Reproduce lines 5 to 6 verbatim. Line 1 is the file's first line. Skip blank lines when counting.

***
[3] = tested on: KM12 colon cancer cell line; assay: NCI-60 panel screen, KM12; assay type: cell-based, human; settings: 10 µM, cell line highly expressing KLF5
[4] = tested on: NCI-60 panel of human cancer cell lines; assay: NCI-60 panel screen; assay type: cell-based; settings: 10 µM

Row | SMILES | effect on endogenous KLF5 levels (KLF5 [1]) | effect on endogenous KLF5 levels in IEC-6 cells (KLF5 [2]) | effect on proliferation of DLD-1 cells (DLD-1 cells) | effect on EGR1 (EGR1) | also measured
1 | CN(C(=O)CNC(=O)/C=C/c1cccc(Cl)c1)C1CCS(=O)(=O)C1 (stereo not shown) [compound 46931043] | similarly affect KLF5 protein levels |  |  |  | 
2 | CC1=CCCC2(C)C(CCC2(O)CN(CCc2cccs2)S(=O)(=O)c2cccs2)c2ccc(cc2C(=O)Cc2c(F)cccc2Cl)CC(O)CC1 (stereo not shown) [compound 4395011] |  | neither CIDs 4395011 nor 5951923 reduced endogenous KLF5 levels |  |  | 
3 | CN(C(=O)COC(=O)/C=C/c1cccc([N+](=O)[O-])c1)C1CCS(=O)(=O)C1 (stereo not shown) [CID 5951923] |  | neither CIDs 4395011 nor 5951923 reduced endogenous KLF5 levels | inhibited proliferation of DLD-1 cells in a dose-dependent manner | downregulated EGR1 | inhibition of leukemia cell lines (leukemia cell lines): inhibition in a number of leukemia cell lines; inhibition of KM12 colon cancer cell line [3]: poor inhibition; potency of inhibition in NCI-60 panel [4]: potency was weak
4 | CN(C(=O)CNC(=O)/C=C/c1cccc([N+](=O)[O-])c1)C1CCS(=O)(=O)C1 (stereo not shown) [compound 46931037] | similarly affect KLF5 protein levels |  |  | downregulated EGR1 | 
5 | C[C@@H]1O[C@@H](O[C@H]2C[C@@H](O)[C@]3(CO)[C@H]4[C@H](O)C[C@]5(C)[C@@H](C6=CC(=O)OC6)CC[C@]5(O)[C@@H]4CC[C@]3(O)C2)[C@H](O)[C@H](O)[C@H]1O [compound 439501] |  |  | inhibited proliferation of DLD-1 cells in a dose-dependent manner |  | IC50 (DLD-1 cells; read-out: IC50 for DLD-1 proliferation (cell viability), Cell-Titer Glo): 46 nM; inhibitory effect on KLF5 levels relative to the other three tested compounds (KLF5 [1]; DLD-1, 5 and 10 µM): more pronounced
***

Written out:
2 | CC1=CCCC2(C)C(CCC2(O)CN(CCc2cccs2)S(=O)(=O)c2cccs2)c2ccc(cc2C(=O)Cc2c(F)cccc2Cl)CC(O)CC1 (stereo not shown) [compound 4395011] |  | neither CIDs 4395011 nor 5951923 reduced endogenous KLF5 levels |  |  | 
3 | CN(C(=O)COC(=O)/C=C/c1cccc([N+](=O)[O-])c1)C1CCS(=O)(=O)C1 (stereo not shown) [CID 5951923] |  | neither CIDs 4395011 nor 5951923 reduced endogenous KLF5 levels | inhibited proliferation of DLD-1 cells in a dose-dependent manner | downregulated EGR1 | inhibition of leukemia cell lines (leukemia cell lines): inhibition in a number of leukemia cell lines; inhibition of KM12 colon cancer cell line [3]: poor inhibition; potency of inhibition in NCI-60 panel [4]: potency was weak